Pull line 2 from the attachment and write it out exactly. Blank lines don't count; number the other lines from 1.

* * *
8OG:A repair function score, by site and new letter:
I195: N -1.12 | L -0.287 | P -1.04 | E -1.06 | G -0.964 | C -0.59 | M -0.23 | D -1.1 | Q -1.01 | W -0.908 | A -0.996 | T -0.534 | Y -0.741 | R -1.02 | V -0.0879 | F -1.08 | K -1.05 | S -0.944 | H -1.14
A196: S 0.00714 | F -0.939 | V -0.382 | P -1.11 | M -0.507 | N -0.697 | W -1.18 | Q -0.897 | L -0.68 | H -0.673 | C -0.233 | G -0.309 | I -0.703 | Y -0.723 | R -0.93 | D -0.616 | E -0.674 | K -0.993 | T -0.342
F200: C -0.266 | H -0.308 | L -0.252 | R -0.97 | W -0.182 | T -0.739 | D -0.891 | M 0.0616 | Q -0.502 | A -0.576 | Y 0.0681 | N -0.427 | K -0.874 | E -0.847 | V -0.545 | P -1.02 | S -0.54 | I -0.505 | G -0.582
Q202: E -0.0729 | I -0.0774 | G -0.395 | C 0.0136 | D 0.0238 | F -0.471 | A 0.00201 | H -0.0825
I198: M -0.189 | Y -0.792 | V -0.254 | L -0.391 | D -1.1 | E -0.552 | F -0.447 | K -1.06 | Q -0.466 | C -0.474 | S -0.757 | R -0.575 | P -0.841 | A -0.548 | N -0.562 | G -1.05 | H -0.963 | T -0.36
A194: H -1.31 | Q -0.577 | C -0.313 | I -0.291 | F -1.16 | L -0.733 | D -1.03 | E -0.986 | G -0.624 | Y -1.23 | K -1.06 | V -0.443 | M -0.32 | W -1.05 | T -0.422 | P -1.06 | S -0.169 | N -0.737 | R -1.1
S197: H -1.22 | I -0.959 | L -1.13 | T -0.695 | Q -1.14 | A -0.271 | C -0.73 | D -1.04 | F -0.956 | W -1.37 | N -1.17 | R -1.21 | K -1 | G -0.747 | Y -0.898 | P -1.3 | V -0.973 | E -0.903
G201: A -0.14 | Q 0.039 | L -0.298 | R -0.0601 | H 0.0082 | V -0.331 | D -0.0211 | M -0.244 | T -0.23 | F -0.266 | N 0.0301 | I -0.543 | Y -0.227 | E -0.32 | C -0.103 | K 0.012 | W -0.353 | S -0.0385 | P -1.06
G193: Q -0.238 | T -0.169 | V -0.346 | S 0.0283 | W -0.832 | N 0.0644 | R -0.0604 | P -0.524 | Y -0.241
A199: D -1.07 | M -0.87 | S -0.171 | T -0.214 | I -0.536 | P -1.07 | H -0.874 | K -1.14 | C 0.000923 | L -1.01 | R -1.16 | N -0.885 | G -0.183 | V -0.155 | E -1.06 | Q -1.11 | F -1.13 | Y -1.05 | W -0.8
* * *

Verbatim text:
I195: N -1.12 | L -0.287 | P -1.04 | E -1.06 | G -0.964 | C -0.59 | M -0.23 | D -1.1 | Q -1.01 | W -0.908 | A -0.996 | T -0.534 | Y -0.741 | R -1.02 | V -0.0879 | F -1.08 | K -1.05 | S -0.944 | H -1.14